37 Pages Posted: 5 Nov 2007 Last revised: 12 Jan 2011
Date Written: January 19, 2010
We analyze why integrated conservation and development projects (ICDPs) fail to achieve their conservation goals. We develop a bio-economic model of open access habitat and wildlife exploitation, which is consistent with farming and hunting societies living in close proximity to forest reserves in developing countries. We show that the ICDP creates incentives to conserve habitat and wildlife, but socially optimal levels of conservation cannot be achieved, because of externalities among the local communities. We show how a social planner can achieve the socially optimal levels of habitat and wildlife by a more encompassing tax subsidy regime.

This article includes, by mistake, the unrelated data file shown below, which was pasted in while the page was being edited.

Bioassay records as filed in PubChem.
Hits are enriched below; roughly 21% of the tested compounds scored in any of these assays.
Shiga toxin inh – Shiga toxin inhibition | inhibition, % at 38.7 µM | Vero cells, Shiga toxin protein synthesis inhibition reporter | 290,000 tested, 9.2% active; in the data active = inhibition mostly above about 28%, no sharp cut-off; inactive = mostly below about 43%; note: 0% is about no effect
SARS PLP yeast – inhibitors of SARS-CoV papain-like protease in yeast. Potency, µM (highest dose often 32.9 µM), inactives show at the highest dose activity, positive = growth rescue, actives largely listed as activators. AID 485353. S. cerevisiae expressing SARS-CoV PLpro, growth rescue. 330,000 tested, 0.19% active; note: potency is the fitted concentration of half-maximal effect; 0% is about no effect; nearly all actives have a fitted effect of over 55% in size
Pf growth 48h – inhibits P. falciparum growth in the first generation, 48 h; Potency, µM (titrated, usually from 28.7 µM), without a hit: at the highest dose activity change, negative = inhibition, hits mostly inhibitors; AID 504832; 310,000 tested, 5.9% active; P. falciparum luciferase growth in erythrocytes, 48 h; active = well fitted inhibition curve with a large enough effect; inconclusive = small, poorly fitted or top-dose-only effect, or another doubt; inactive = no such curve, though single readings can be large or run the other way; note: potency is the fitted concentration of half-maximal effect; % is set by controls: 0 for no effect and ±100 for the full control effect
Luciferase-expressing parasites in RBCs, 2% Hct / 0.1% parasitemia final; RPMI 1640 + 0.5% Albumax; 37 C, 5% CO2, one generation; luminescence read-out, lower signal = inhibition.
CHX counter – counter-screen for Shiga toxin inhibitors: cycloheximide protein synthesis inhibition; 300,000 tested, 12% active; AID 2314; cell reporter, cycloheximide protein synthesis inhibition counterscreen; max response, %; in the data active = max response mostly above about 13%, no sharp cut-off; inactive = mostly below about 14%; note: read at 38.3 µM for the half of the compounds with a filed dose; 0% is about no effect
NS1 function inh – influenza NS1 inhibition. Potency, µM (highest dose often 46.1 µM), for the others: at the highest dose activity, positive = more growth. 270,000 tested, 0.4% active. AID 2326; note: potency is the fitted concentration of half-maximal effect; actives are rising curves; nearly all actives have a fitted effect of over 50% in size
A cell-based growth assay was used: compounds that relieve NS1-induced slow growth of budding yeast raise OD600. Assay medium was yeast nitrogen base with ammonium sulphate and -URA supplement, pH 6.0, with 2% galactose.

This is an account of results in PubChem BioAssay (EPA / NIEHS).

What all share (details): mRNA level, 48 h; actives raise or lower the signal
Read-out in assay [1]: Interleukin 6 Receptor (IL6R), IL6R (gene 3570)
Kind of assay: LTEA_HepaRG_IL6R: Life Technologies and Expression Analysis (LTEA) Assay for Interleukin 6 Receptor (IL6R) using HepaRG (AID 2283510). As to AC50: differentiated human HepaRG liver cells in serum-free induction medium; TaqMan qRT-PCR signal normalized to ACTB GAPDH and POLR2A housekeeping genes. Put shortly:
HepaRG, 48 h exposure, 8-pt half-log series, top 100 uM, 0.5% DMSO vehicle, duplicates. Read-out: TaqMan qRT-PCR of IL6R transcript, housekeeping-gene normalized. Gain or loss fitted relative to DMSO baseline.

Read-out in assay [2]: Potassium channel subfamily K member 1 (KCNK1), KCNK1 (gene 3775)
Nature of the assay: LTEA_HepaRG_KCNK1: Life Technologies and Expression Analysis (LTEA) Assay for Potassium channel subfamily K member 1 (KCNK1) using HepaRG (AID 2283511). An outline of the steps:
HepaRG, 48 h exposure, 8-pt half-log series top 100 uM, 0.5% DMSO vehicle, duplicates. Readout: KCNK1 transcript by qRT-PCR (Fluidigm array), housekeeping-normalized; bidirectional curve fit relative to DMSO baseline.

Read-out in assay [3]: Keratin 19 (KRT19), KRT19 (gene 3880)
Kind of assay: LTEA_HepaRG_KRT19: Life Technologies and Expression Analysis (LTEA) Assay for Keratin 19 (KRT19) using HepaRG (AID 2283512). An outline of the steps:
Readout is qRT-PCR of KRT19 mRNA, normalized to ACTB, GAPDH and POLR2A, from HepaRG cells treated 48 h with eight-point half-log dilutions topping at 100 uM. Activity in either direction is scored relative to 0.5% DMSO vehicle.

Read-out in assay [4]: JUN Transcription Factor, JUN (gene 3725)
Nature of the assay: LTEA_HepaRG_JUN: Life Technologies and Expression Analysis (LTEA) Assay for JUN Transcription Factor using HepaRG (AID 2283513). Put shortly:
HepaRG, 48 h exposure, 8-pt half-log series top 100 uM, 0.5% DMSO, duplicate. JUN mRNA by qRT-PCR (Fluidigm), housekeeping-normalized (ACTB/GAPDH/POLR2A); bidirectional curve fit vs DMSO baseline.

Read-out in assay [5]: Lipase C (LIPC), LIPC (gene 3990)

Keywords: bio-economic modelling, competing land-use, ecotourism, integrated conservation and development projects, poaching, wildlife and habitat conservation
JEL Classification: Q56, O13, H23
Suggested Citation: Suggested Citation
Winkler, Ralph, Why do ICDPs Fail? The Relationship Between Agriculture, Hunting and Ecotourism in Wildlife Conservation (January 19, 2010). Resource and Energy Economics, Vol. 33, No. 1, pp. 55-78, 2011. Available at SSRN: https://ssrn.com/abstract=1027578